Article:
Review Summary: Simpler but smarter.1 of 1 thought this review was well written
Folk has gone big. The roots of bands like Mumford & Sons may be humble, but try looking me in the eyes and telling me that something like “Little Lion Man” won’t get a crowd of twenty-thousand fans roaring. Over the past few years, the genre has experienced a popular rebirth with artists reinventing the genre from a variety of new perspectives, bringing it to an unprecedented mass audience. Swept up in this bravado is Bell X1, who rides the wave to success on its LP Chop Chop
On its latest, Bell X1 claims to have gone back to simpler times, and the album’s minimalistic tendencies reflect this newfound less-is-more ethos. From the drizzle of the drums and the sunken swirls of piano that open “Starlings Over Brighton Pier,” it’s clear that the band has a penchant for meticulous construction, building fortresses from LEGO blocks. As barren as the music is on its face, it’s not lacking for depth when it comes to atmosphere. The song’s as sparse as a cornfield, Paul Noonan’s ghostly vocals haunting the fray with nary a scarecrow to be found. The production in particular deserves commendation for creating an atmosphere of intimacy, striking a balance between wistfulness and majesty but leaving ample room for lots of slightly off-kilter breaths and notes.
If Chop Chop
is a bit of a scraggly album, it's also plenty forceful. A delicate piano line kicks off “A Thousand Little Downers,” but the toms pound their way through the walls, Noonan’s vocals pick up steam, and before long, it’s bloomed into a delightful piece of garage-folk replete with booming slabs of bass guitar and trumpets scribbled about. It’s loud, but it’s more. It’s dense, as if the band’s dribbling breadcrumbs everywhere for us to pick up. “I Will Follow You” features chirpy percussion, groovy bass lines and a slightly warmer rustle in Noonan’s voice. There’s still a charmingly down-to-earth vibe to the affair, but there’s grandeur to spare as well.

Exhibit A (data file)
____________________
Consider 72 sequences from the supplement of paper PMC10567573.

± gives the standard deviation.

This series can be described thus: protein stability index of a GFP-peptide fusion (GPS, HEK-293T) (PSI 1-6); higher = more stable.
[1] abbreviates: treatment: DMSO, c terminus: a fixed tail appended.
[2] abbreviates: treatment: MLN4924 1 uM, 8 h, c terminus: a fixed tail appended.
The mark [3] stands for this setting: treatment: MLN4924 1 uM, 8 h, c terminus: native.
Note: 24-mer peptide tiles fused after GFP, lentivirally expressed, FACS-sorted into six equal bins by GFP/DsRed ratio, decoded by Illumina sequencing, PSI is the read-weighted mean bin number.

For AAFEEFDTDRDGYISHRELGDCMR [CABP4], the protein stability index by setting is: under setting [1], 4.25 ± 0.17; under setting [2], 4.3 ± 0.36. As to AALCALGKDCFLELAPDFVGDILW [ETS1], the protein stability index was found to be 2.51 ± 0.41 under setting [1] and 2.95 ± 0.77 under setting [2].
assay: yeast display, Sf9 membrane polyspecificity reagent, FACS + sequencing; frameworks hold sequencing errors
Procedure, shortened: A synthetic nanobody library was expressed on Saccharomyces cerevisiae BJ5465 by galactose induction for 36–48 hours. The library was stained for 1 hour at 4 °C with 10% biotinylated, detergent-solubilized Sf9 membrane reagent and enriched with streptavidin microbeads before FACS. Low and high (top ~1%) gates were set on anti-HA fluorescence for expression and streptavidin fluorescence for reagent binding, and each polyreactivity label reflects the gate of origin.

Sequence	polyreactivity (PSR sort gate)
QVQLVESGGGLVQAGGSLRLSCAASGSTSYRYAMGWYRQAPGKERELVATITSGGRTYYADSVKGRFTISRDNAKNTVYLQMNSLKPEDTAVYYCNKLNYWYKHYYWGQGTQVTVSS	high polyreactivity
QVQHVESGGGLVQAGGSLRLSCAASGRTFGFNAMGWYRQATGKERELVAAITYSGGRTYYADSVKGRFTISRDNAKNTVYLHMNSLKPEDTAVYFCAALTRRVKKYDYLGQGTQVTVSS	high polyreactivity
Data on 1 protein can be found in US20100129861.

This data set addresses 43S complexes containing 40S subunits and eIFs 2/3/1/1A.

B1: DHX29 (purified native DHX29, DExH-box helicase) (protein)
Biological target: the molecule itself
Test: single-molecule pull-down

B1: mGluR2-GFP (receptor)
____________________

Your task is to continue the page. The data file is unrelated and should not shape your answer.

also showcases some top-notch songwriting. Throughout the album, Bell X1 avoids painting pictures with broad strokes, trying instead to layer different moods as it works the scattershot into a cohesive portrait of emotional complexity. This focus on conveying intensity through density rather than dynamics is a boon in the album’s quieter moments. “Careful What You Wish For” makes a storm out of understated melancholy: piano dripping like rain, handclaps clattering like thunder on the horizon, bass drum stirring up heat on the plains. Meanwhile, the charming “Diorama” doesn’t so much move forward as it rocks back and forth. The piano is rooted in chord patterns echoing through the track while the horns in the background play an icy elegy. Even the sudden charge forward in the song’s final moments has glacial overtones.
Though Bell X1 has honed in on a strong set of musical principles, Chop Chop
does flag a little in its second half. A sunny ode to lost times, “Drive-By Summer” is affable but a little too sleepy to really leave a mark (though in fairness that may not be the point). “Motorcades” does little to revive the album’s pulse, either: there’s a buzzy energy throughout Chop Chop
as Bell X1 weaves folk into other musical movements, and it wanes a bit when the band loses its sense of adventure. As the album settles into a relaxed second half, it also sinks into a sort of USA Network complacency: it’s pleasant to listen to but only rarely reaches the engagement level of the stronger tracks in the first half. To the band’s credit, it kicks back into gear just in time. “The End Is Nigh” is both the end of the album and the end of the world: fittingly, it’s also one of the best tracks on Chop Chop
. Though it continues the album’s late upbeat streak, with math-pop prowess rivaling that of Two Door Cinema Club, it also ups the emotional stakes and delivers a much more memorable experience for it.
Though Chop Chop
falls just short of a top-notch album, it's an impressive reminder of just how much can be done with so little. Bell X1 may yearn for simpler times, but its latest is rich with emotional and musical depth. These are the thoughts we keep to ourselves, bite our lips so they don't slip out, the thoughts that only a poorly-lit stage and a splintered guitar can illuminate. Folk has gone big. Chop chop.